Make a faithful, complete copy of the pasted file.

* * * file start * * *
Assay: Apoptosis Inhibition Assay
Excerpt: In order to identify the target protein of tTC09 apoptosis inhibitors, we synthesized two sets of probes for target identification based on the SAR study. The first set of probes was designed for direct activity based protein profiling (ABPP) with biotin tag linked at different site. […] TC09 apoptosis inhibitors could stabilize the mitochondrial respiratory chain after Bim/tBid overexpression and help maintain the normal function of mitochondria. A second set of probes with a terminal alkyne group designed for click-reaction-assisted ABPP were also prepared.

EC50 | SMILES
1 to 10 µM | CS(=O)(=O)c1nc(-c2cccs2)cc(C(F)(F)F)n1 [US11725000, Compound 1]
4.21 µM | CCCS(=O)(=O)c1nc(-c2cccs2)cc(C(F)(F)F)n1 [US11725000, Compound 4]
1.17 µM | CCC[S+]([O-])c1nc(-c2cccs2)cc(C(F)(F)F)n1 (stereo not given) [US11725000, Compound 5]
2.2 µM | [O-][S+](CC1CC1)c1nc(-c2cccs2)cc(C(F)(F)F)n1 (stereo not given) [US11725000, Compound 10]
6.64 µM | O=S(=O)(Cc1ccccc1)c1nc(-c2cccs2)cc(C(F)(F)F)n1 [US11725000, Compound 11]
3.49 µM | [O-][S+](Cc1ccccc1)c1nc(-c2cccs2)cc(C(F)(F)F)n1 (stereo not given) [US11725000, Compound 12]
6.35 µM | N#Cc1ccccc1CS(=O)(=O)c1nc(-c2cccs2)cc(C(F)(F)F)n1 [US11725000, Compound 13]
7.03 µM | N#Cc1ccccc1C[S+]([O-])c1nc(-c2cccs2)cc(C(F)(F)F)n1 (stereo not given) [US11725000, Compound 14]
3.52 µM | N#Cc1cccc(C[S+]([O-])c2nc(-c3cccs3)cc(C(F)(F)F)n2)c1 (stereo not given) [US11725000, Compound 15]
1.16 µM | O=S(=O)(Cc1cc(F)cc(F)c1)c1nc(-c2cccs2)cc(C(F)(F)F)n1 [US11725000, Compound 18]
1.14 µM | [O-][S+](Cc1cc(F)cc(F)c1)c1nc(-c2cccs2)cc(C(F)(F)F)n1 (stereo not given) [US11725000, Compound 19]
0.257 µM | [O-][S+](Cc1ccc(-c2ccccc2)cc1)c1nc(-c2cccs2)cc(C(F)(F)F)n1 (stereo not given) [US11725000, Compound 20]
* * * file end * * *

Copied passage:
Assay: Apoptosis Inhibition Assay
Excerpt: In order to identify the target protein of tTC09 apoptosis inhibitors, we synthesized two sets of probes for target identification based on the SAR study. The first set of probes was designed for direct activity based protein profiling (ABPP) with biotin tag linked at different site. […] TC09 apoptosis inhibitors could stabilize the mitochondrial respiratory chain after Bim/tBid overexpression and help maintain the normal function of mitochondria. A second set of probes with a terminal alkyne group designed for click-reaction-assisted ABPP were also prepared.

EC50 | SMILES
1 to 10 µM | CS(=O)(=O)c1nc(-c2cccs2)cc(C(F)(F)F)n1 [US11725000, Compound 1]
4.21 µM | CCCS(=O)(=O)c1nc(-c2cccs2)cc(C(F)(F)F)n1 [US11725000, Compound 4]
1.17 µM | CCC[S+]([O-])c1nc(-c2cccs2)cc(C(F)(F)F)n1 (stereo not given) [US11725000, Compound 5]
2.2 µM | [O-][S+](CC1CC1)c1nc(-c2cccs2)cc(C(F)(F)F)n1 (stereo not given) [US11725000, Compound 10]
6.64 µM | O=S(=O)(Cc1ccccc1)c1nc(-c2cccs2)cc(C(F)(F)F)n1 [US11725000, Compound 11]
3.49 µM | [O-][S+](Cc1ccccc1)c1nc(-c2cccs2)cc(C(F)(F)F)n1 (stereo not given) [US11725000, Compound 12]
6.35 µM | N#Cc1ccccc1CS(=O)(=O)c1nc(-c2cccs2)cc(C(F)(F)F)n1 [US11725000, Compound 13]
7.03 µM | N#Cc1ccccc1C[S+]([O-])c1nc(-c2cccs2)cc(C(F)(F)F)n1 (stereo not given) [US11725000, Compound 14]
3.52 µM | N#Cc1cccc(C[S+]([O-])c2nc(-c3cccs3)cc(C(F)(F)F)n2)c1 (stereo not given) [US11725000, Compound 15]
1.16 µM | O=S(=O)(Cc1cc(F)cc(F)c1)c1nc(-c2cccs2)cc(C(F)(F)F)n1 [US11725000, Compound 18]
1.14 µM | [O-][S+](Cc1cc(F)cc(F)c1)c1nc(-c2cccs2)cc(C(F)(F)F)n1 (stereo not given) [US11725000, Compound 19]
0.257 µM | [O-][S+](Cc1ccc(-c2ccccc2)cc1)c1nc(-c2cccs2)cc(C(F)(F)F)n1 (stereo not given) [US11725000, Compound 20]